SARS is similarly empowered to impose an understatement penalty, where the non-submission of a return has prejudiced SARS or the fiscus and resulted in a shortfall. Such a shortfall exists in circumstances where there is a difference between the amount of tax that would have been collected under a return submitted or outstanding, and the amount of tax that ought to be collected upon a proper application of the relevant tax legislation. The amount of the understatement penalty is determined based on the culpability of the taxpayer and ranges between 0% of the shortfall where the non-compliance is disclosed under the voluntary disclosure programme and 200% of the shortfall, where the taxpayer is guilty of intentional tax evasion.

Public Notice 2130

PN2130 sets the parameters for the submission of tax returns for the 2022 year of assessment or tax year. For tax resident companies, the financial year ending within the calendar year of 2022 will be that company’s 2022 year of assessment. However, for all other persons (e.g., trusts, individuals), the 2022 tax year is the year of assessment ending during the period of 12 months ending on 28 February 2022. This allows taxpayers such as deceased estates or persons ceasing tax residence to be included in the 2022 year of assessment, despite the full tax year not being applicable to such persons.

In PN2130, the Commissioner set out the following notable categories of persons required to submit returns and the dates by which these returns must be filed with SARS:

-   Every trust which was a South African tax resident during the 2022 year of assessment;

-   Any non-resident trust or juristic person that carried on a trade, derived income or a capital gain in South Africa; and

-   Any representative taxpayer of persons falling into the categories noted in PN2130.

Persons noted in PN2130 as being specifically excluded from the requirement to submit returns, despite falling within a general category noted as required to submit returns, include:

-   Natural persons that earned stipulated categories of gross income consisting solely of certain defined categories of income. Notably, remuneration not exceeding R500,000, from which employees’ tax has been deducted or withheld; and

-   Natural persons who are notified that they are eligible for automatic assessment and the person’s gross income, exemptions, deductions and rebates reflected in the records of the Commissioner are complete and correct as at the date of the assessment based on an estimate to give effect to automatic assessment.

PN2130 requires that companies submit their returns within 12 months of their financial year end. For all other taxpayers (e.g. individuals, trusts and other juristic entities) who are not provisional taxpayers, the submission must be done on or before 24 October 2022, whereas provisional taxpayers must submit their income tax return on or before 23 January 2023.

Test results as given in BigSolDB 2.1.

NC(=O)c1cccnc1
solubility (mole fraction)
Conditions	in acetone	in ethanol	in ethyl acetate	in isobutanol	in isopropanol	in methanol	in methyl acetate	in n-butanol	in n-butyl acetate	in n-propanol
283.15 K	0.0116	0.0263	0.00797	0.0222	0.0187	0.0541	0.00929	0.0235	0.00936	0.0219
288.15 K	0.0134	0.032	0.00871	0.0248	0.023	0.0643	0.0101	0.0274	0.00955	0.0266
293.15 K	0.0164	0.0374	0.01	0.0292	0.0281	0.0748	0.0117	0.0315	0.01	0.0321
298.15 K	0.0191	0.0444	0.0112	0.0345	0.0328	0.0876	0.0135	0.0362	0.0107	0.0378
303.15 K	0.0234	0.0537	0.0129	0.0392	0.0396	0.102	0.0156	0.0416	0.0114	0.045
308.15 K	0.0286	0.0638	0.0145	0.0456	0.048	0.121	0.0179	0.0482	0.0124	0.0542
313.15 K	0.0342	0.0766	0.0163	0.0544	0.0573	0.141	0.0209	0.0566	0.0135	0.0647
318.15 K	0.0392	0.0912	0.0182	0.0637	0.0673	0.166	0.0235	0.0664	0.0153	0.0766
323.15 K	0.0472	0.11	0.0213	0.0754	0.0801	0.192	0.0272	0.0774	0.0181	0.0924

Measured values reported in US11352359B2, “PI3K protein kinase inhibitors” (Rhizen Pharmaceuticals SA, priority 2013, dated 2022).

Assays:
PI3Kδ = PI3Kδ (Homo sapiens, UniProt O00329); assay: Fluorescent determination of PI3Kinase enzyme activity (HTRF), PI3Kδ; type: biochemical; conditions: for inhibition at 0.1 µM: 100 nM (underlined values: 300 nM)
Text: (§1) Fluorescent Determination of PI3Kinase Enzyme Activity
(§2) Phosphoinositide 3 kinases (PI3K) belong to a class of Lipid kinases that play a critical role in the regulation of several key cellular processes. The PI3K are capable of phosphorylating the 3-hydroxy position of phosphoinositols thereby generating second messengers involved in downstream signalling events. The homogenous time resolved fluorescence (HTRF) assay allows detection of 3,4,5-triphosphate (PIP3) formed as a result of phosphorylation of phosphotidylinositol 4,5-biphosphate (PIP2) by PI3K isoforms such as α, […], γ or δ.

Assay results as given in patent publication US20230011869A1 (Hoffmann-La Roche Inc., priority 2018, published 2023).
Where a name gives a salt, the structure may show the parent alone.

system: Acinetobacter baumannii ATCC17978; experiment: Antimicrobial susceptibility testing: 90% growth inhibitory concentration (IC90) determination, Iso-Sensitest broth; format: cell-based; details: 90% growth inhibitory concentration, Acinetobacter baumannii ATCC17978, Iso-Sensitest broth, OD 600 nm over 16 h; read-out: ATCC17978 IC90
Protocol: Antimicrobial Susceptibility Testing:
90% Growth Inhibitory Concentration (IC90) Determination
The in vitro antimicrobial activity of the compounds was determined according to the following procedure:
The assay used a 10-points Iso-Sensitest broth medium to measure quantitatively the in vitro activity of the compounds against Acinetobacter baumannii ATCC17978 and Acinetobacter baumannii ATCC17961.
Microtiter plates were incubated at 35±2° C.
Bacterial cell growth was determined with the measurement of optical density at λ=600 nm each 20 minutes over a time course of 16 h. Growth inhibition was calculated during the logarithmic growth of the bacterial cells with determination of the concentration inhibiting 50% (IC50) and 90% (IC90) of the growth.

The submission of returns is a key aspect of a tax administration system. Timely submissions of returns is an important step for a taxpayer’s tax compliance. PN2130 therefore enables all taxpayers with South African tax obligations to understand the time in which they must compile the information necessary for an assessment and submit it to SARS.

The scope of taxpayers required to submit returns allows us some insight into the operations of SARS as a revenue authority. The exclusion of categories of taxpayers from the obligation to submit returns, does not mean that such taxpayers will not be assessed for tax. Rather it is an indication that SARS is comfortable that it is able to acquire sufficient information to conduct an assessment of the liability of those categories of taxpayers. For example, where natural persons earn R500,000 or less in remuneration from a single source, and employees’ tax was withheld or deducted, the risk of the information not being available to SARS is low, considering the employer PAYE returns that are filed with SARS.

The ability for SARS to target its resources is a positive development for the administration of tax in South Africa, as this is an indication of the capacity of the revenue authority to assess non-controversial taxpayers. Allowing SARS to dedicate resources to more complex administrative matters, that require more sophisticated resources.